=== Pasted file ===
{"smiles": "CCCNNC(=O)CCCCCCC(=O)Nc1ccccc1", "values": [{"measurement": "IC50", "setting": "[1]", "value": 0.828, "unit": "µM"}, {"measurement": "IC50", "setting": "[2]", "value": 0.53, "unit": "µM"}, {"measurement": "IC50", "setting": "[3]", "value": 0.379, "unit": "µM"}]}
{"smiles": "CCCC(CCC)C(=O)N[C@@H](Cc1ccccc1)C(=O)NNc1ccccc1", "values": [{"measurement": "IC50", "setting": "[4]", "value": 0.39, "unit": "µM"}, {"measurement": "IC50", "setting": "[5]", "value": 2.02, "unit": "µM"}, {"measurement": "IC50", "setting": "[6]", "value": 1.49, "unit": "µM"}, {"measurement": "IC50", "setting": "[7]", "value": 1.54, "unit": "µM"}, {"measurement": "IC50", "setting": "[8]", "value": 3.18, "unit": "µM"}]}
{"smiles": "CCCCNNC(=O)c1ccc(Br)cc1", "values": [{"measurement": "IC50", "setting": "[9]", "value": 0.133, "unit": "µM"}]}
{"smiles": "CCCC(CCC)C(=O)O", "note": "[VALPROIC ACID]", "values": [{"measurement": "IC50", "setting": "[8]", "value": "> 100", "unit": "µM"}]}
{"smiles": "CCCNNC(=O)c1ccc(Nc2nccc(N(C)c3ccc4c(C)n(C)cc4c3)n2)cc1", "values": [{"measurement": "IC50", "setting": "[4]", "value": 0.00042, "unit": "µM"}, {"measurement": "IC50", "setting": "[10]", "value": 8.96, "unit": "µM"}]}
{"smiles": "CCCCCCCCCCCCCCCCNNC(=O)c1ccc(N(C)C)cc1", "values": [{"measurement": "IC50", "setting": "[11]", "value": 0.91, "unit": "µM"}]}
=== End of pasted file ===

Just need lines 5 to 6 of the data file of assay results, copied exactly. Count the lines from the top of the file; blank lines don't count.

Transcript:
{"smiles": "CCCNNC(=O)c1ccc(Nc2nccc(N(C)c3ccc4c(C)n(C)cc4c3)n2)cc1", "values": [{"measurement": "IC50", "setting": "[4]", "value": 0.00042, "unit": "µM"}, {"measurement": "IC50", "setting": "[10]", "value": 8.96, "unit": "µM"}]}
{"smiles": "CCCCCCCCCCCCCCCCNNC(=O)c1ccc(N(C)C)cc1", "values": [{"measurement": "IC50", "setting": "[11]", "value": 0.91, "unit": "µM"}]}